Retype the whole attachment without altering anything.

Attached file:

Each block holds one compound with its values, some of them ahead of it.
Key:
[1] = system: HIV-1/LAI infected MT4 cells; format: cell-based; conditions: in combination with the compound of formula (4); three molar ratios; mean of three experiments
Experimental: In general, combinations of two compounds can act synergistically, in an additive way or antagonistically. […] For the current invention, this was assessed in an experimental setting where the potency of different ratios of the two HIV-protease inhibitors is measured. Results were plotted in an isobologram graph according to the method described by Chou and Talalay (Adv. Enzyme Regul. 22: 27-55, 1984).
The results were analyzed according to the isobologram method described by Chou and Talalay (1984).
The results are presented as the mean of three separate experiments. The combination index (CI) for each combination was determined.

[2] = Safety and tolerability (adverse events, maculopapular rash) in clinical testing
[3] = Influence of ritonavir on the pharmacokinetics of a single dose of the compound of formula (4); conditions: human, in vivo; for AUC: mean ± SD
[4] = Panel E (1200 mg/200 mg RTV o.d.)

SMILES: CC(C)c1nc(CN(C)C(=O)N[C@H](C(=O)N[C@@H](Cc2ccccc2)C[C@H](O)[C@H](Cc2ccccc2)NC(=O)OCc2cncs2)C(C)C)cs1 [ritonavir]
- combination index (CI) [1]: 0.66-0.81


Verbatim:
Each block holds one compound with its values, some of them ahead of it.
Key:
[1] = system: HIV-1/LAI infected MT4 cells; format: cell-based; conditions: in combination with the compound of formula (4); three molar ratios; mean of three experiments
Experimental: In general, combinations of two compounds can act synergistically, in an additive way or antagonistically. […] For the current invention, this was assessed in an experimental setting where the potency of different ratios of the two HIV-protease inhibitors is measured. Results were plotted in an isobologram graph according to the method described by Chou and Talalay (Adv. Enzyme Regul. 22: 27-55, 1984).
The results were analyzed according to the isobologram method described by Chou and Talalay (1984).
The results are presented as the mean of three separate experiments. The combination index (CI) for each combination was determined.

[2] = Safety and tolerability (adverse events, maculopapular rash) in clinical testing
[3] = Influence of ritonavir on the pharmacokinetics of a single dose of the compound of formula (4); conditions: human, in vivo; for AUC: mean ± SD
[4] = Panel E (1200 mg/200 mg RTV o.d.)

SMILES: CC(C)c1nc(CN(C)C(=O)N[C@H](C(=O)N[C@@H](Cc2ccccc2)C[C@H](O)[C@H](Cc2ccccc2)NC(=O)OCc2cncs2)C(C)C)cs1 [ritonavir]
- combination index (CI) [1]: 0.66-0.81